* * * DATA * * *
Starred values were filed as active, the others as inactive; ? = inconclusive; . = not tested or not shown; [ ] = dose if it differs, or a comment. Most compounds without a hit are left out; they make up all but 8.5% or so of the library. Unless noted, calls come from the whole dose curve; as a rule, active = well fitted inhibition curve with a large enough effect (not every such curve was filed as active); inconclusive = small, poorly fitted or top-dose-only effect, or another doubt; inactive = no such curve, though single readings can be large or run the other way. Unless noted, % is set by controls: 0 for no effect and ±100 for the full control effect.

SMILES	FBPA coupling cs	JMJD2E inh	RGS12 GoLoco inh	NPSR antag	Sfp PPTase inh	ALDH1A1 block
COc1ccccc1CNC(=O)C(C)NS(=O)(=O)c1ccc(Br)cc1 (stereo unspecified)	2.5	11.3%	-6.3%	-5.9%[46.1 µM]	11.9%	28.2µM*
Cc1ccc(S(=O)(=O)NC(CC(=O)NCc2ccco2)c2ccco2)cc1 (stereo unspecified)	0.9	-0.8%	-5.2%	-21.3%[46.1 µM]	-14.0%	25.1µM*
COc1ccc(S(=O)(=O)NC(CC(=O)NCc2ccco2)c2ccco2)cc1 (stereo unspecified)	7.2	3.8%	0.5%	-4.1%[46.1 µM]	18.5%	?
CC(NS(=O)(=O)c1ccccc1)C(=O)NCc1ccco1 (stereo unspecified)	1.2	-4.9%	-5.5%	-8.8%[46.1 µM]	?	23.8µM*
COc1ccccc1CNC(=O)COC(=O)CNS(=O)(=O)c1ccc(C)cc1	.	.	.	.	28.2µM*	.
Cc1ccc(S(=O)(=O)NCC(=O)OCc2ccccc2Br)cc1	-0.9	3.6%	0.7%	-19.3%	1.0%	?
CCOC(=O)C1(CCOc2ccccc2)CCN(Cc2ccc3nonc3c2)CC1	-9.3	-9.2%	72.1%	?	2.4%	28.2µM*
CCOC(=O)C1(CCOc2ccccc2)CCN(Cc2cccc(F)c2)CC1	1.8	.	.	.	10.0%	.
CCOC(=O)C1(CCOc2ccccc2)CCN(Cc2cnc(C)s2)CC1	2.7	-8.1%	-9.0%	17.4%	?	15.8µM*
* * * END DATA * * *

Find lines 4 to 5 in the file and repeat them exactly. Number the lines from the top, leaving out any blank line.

Cc1ccc(S(=O)(=O)NC(CC(=O)NCc2ccco2)c2ccco2)cc1 (stereo unspecified)	0.9	-0.8%	-5.2%	-21.3%[46.1 µM]	-14.0%	25.1µM*
COc1ccc(S(=O)(=O)NC(CC(=O)NCc2ccco2)c2ccco2)cc1 (stereo unspecified)	7.2	3.8%	0.5%	-4.1%[46.1 µM]	18.5%	?